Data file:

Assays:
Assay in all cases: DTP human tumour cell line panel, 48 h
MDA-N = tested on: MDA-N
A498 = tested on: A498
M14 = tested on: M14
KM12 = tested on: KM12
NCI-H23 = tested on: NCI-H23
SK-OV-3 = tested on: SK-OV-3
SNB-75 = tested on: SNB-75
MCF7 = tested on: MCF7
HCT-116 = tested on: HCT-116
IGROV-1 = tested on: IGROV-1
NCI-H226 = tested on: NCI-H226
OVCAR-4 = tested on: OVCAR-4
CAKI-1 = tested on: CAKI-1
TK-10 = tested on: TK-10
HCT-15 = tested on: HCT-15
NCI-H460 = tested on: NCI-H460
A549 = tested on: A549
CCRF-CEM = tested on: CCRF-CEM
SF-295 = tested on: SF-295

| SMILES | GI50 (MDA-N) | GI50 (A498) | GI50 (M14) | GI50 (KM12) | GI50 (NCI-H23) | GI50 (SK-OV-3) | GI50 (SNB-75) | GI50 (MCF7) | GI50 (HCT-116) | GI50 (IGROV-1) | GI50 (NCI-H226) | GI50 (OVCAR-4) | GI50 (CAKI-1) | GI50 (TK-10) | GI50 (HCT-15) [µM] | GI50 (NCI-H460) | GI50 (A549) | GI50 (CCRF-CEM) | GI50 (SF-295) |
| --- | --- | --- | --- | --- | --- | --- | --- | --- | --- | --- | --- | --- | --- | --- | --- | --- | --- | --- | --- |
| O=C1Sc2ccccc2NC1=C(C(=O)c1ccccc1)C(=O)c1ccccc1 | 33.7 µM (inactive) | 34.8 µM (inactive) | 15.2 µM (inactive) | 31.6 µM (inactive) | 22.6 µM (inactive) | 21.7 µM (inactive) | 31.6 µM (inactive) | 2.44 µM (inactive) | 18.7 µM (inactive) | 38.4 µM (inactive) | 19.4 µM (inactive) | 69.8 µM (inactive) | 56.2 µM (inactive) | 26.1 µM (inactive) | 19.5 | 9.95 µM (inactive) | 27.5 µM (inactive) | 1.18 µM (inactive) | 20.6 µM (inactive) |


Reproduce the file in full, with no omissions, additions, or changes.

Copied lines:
Assays:
Assay in all cases: DTP human tumour cell line panel, 48 h
MDA-N = tested on: MDA-N
A498 = tested on: A498
M14 = tested on: M14
KM12 = tested on: KM12
NCI-H23 = tested on: NCI-H23
SK-OV-3 = tested on: SK-OV-3
SNB-75 = tested on: SNB-75
MCF7 = tested on: MCF7
HCT-116 = tested on: HCT-116
IGROV-1 = tested on: IGROV-1
NCI-H226 = tested on: NCI-H226
OVCAR-4 = tested on: OVCAR-4
CAKI-1 = tested on: CAKI-1
TK-10 = tested on: TK-10
HCT-15 = tested on: HCT-15
NCI-H460 = tested on: NCI-H460
A549 = tested on: A549
CCRF-CEM = tested on: CCRF-CEM
SF-295 = tested on: SF-295

| SMILES | GI50 (MDA-N) | GI50 (A498) | GI50 (M14) | GI50 (KM12) | GI50 (NCI-H23) | GI50 (SK-OV-3) | GI50 (SNB-75) | GI50 (MCF7) | GI50 (HCT-116) | GI50 (IGROV-1) | GI50 (NCI-H226) | GI50 (OVCAR-4) | GI50 (CAKI-1) | GI50 (TK-10) | GI50 (HCT-15) [µM] | GI50 (NCI-H460) | GI50 (A549) | GI50 (CCRF-CEM) | GI50 (SF-295) |
| --- | --- | --- | --- | --- | --- | --- | --- | --- | --- | --- | --- | --- | --- | --- | --- | --- | --- | --- | --- |
| O=C1Sc2ccccc2NC1=C(C(=O)c1ccccc1)C(=O)c1ccccc1 | 33.7 µM (inactive) | 34.8 µM (inactive) | 15.2 µM (inactive) | 31.6 µM (inactive) | 22.6 µM (inactive) | 21.7 µM (inactive) | 31.6 µM (inactive) | 2.44 µM (inactive) | 18.7 µM (inactive) | 38.4 µM (inactive) | 19.4 µM (inactive) | 69.8 µM (inactive) | 56.2 µM (inactive) | 26.1 µM (inactive) | 19.5 | 9.95 µM (inactive) | 27.5 µM (inactive) | 1.18 µM (inactive) | 20.6 µM (inactive) |